As reported by ANDREW ACKERMAN And KIRSTEN GRIND from the wall street journal , regulators are completing a controversial proposal to shore up the $2.7 trillion money-market fund industry, more than three years after the collapse of Lehman Brothers Holdings Inc. sparked a panic that threatened the savings of millions of investors and forced the federal government to intervene.
The Securities and Exchange Commission in the coming weeks will unveil a two-part plan to stabilize money funds, which invest in short-term debt instruments and are designed to be safe and readily accessible to investors, according to people familiar with the matter. At least three of five SEC commissioners would need to approve the proposals to submit them for public comment.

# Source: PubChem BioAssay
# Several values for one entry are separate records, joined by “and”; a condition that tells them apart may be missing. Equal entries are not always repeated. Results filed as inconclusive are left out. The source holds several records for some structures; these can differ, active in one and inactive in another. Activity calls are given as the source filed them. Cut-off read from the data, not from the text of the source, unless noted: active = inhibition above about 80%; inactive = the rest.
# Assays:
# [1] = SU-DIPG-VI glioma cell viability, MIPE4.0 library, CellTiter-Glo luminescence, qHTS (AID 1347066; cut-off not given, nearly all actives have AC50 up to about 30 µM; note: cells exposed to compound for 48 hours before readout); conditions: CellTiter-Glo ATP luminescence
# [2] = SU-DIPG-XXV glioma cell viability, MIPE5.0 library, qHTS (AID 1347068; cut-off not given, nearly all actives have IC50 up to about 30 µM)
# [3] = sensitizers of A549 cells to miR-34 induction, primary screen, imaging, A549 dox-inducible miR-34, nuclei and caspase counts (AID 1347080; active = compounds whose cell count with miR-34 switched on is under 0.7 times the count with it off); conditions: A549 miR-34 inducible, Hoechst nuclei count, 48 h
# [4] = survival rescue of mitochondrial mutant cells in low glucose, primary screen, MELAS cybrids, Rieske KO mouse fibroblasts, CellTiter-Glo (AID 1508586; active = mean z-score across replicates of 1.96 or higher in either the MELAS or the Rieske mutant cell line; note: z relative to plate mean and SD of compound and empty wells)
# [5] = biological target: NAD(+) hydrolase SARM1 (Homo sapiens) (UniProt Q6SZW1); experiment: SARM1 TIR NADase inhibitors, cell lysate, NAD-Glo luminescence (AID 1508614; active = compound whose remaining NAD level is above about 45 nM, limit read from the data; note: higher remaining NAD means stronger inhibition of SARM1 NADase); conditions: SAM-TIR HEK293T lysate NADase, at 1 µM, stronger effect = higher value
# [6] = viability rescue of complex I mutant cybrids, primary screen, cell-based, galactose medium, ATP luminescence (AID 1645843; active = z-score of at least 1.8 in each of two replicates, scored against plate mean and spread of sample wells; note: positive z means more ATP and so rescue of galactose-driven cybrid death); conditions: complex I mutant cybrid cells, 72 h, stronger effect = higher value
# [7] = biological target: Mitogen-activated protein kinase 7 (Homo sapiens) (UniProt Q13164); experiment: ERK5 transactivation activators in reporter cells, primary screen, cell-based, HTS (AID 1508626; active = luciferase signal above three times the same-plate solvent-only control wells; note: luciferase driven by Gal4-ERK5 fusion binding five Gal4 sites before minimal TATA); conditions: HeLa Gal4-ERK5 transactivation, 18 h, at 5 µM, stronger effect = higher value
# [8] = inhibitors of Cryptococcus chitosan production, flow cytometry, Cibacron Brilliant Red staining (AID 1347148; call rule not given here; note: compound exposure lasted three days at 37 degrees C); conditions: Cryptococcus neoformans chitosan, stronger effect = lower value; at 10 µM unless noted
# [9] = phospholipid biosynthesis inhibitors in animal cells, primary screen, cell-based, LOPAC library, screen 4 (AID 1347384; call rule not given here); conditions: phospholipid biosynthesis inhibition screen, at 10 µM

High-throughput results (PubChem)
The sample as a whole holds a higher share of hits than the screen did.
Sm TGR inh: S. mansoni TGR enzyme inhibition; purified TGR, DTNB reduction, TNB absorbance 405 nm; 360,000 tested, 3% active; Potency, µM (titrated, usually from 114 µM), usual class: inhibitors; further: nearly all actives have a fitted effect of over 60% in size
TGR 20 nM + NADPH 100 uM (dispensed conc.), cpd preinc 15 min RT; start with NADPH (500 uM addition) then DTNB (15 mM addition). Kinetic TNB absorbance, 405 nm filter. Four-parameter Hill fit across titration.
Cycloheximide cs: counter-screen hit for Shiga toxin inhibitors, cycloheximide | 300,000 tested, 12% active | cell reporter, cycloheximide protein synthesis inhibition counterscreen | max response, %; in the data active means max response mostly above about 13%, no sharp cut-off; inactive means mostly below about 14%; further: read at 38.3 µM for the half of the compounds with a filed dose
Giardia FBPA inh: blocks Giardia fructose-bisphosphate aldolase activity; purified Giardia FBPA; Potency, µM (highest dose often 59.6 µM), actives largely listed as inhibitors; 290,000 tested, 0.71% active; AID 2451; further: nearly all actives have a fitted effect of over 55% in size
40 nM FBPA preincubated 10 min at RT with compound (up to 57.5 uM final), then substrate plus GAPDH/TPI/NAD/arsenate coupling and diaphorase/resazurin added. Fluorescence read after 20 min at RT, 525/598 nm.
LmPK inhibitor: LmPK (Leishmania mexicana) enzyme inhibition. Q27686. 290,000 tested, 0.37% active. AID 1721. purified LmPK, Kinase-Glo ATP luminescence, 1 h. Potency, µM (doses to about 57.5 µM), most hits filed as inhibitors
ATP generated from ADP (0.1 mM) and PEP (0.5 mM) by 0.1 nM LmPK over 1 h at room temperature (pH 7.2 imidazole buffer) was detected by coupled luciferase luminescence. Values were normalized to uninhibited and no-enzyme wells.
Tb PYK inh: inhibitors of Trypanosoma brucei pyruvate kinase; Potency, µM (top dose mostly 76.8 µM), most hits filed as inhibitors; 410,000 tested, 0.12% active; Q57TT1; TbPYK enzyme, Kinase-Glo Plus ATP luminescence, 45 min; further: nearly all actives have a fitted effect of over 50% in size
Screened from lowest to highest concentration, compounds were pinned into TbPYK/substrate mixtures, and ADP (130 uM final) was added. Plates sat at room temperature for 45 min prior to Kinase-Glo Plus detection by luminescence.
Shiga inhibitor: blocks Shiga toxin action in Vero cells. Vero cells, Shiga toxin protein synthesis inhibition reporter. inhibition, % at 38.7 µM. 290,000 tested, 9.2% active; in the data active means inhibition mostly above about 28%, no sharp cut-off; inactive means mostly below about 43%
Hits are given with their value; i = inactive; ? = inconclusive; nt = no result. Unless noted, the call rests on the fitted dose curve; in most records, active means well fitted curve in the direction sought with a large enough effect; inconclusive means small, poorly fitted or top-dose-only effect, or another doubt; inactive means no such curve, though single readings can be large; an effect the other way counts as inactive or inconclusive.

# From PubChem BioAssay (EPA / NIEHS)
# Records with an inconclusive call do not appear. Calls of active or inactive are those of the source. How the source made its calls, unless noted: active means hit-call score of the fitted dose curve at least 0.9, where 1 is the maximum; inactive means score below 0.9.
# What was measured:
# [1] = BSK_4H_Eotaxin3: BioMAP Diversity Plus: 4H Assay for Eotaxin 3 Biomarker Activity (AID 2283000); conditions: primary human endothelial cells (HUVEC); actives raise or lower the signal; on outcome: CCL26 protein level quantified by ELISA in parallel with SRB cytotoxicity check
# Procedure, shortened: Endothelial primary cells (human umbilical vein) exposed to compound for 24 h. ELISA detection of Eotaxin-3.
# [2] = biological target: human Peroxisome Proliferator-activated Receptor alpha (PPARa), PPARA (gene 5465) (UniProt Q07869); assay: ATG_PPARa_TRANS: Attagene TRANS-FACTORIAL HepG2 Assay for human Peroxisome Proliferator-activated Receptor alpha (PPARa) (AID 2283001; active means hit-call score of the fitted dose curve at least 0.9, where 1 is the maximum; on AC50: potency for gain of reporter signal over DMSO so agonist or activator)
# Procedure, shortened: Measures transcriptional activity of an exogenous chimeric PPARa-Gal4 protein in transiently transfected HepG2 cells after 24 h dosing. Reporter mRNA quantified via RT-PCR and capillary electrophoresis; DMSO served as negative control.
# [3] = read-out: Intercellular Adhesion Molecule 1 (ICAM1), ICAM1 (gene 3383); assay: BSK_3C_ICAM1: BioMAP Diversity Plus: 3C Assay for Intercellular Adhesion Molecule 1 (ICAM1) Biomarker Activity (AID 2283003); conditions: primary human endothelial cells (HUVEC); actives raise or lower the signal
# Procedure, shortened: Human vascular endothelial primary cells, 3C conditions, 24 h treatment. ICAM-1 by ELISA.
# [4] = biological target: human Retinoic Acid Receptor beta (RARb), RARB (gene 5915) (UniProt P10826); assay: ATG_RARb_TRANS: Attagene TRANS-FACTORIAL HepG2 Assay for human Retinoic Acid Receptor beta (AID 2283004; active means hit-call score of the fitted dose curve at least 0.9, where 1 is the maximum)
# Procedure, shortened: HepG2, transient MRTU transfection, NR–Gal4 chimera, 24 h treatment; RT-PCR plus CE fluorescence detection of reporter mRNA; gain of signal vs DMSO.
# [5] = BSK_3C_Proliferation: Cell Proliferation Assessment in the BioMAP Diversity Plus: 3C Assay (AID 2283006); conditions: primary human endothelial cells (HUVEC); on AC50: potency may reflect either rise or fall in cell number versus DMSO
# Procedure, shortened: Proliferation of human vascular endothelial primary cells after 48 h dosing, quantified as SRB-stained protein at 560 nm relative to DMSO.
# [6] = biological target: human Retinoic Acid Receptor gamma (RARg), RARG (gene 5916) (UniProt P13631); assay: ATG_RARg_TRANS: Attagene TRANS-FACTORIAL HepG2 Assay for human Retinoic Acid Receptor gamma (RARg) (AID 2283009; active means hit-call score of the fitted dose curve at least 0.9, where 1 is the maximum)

The SEC’s aim is to minimize any losses for shareholders in the event of another financial panic. Investors for months have fretted over how a Greek government-bond default might affect U.S. money-market funds. In recent months, these funds have moved to reduce their exposure to European banks, especially French ones, amid fears over their financial health.
But fund-industry executives say the rules could damp returns for millions of investors, prevent them from getting all their money out during a crisis and reduce confidence instead of bolstering it.
Money-market funds are an important source of credit for companies and tighter rules on their capital and liquidity might affect the funds’ ability to lend to corporations, critics warn.